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Conduction deafness
  • Eardrum becomes slack with age
  • Perforated eardrum
  • Broken ossicle can be replaced surgically

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Nerve deafness
  • Destruction of cochlear hair cells
  • Acoustic neuroma
  • Difficult to treat
  • Use a hearing aid

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Sound localization
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  • Sound localization
  • Intensity difference (sound shadow) Best for
    high frequencies
  • Time difference Best for low frqeuencies

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Relative intensity (Sound shadow of head)
  • Sound frequency
  • 100 Hz
  • 1000 Hz
  • 10,000 Hz
  • Intensity difference (dB)
  • 0
  • 30
  • 80

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Relative delay (Time difference at 2 ears)
  • Direction
  • 0 (ahead)
  • 2
  • 30
  • 90 (max)
  • Delay
  • 0 msec
  • 40 microsec
  • 270 microsec
  • 680 microsec

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  • Gloved Dr. Dan Feldman in Knudsens lab at
    Stanford prepares an owl for a hearing
    experiment.

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  • After wearing prism spectacles a few months, this
    owl began to miss auditory targets as the sound
    localization system in its brain tried to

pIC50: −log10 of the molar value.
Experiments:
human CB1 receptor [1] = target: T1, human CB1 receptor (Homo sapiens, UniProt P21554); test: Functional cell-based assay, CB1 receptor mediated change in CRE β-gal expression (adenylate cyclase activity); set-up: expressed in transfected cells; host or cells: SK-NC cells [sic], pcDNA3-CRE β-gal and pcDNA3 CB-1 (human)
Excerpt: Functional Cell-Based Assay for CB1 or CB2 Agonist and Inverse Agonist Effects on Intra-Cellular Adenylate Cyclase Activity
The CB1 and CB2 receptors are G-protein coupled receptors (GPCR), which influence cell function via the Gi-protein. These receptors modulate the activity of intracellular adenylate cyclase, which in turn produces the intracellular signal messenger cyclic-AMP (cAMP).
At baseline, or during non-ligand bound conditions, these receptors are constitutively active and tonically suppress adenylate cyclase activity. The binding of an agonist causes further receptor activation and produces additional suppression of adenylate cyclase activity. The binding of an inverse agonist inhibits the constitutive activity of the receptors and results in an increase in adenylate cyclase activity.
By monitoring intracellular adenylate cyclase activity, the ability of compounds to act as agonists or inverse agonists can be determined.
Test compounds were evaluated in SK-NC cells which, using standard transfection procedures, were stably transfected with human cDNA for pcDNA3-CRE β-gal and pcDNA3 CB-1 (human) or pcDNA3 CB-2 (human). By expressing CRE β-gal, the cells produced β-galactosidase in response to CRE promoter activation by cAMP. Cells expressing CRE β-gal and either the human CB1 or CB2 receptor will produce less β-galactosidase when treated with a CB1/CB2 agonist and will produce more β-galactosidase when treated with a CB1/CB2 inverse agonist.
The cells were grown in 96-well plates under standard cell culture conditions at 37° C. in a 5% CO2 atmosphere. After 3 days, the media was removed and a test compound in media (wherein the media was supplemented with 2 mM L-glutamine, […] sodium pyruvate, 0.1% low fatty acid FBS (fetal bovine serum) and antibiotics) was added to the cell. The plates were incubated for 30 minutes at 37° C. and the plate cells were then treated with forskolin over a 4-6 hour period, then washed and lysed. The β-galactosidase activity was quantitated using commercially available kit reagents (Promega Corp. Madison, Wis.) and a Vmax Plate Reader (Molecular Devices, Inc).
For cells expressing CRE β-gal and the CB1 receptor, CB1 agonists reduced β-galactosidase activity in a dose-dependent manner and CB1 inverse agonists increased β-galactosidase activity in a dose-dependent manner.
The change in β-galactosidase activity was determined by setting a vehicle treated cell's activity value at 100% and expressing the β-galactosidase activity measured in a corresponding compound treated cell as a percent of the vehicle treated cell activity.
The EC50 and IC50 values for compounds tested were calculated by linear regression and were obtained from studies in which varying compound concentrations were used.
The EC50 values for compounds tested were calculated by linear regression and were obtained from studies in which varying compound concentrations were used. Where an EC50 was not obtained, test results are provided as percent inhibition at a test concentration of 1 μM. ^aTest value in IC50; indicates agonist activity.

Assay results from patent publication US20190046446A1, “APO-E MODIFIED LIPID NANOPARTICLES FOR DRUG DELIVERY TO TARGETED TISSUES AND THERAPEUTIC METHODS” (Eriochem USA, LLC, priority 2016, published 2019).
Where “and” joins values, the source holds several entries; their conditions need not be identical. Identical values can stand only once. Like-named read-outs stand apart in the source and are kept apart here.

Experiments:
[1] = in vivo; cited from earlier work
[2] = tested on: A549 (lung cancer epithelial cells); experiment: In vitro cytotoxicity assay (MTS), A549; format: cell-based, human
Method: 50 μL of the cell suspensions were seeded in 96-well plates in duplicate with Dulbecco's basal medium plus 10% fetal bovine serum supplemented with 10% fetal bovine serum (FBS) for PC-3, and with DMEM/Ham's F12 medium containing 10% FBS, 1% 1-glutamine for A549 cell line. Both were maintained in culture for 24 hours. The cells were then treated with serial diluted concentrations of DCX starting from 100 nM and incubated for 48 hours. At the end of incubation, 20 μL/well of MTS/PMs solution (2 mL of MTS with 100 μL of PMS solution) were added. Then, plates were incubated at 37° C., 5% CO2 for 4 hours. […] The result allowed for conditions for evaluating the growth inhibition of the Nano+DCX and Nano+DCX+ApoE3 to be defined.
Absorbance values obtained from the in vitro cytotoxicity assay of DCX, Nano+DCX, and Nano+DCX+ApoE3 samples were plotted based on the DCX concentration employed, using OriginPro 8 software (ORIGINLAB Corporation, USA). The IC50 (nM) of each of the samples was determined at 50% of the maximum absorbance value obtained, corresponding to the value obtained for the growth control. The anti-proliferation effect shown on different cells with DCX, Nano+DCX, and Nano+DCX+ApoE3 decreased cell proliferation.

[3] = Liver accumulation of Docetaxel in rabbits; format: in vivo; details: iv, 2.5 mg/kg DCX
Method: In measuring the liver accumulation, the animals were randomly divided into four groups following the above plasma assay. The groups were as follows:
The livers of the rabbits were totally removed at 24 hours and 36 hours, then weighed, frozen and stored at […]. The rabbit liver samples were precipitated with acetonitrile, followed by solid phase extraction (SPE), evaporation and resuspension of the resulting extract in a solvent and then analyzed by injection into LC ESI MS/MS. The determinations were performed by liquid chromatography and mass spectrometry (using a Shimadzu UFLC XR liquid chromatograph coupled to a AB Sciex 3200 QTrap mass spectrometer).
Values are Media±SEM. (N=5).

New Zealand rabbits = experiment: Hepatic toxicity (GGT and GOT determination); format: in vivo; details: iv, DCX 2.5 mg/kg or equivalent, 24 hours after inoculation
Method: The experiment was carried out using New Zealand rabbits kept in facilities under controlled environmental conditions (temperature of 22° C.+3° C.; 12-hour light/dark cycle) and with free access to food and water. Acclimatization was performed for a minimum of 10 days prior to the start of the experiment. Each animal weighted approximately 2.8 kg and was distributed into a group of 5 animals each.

harmonize with the visual system, which received
    erroneous cues.

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  • 5 meter sphere at Wright Patterson Air Force
    Base in Dayton, Ohio. 277 loudspeakers. 6 meter
    cubical anechoic chamber Listeners in
    localization experiments indicate perceived
    source directions by placing an electromagnetic
    stylus on a small globe. (Mark Ericson and
    Richard McKinley.)

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  • Anechoic chamber

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Sound localization by Ormia, an acoustic
parasitic fly
  • Phonotaxis like you wouldnt believe
  • Slides from Dr. Roberts, University of Toronto

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Attention selective listening
  • Can you attend to two things at once?
  • The cocktail party problem How are we able to
    attend selectively to one voice out of many who
    are speaking?

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Questions in selective listening
  • How can we attend to only one voice (the cocktail
    party problem)?
  • Ans We use cues of pitch/timbre direction.
  • Can we attend to two voices at once?
  • Ans Mostly not.

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Shadowing occupies attention
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Selective attention how much of the weather
forecast will he hear while shadowing the woman?
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Meaning CAN guide selective listening Left ear
Once upon a.....papers today? Right ear Have
you read.....time there was a king.
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Changes in unattended (unshadowed) message which
are
  • HEARD
  • Male changes to female voice
  • Voice changes to music
  • NOT HEARD
  • English changes to French

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Threshold for hearing your OWN NAME is lower than
for other sounds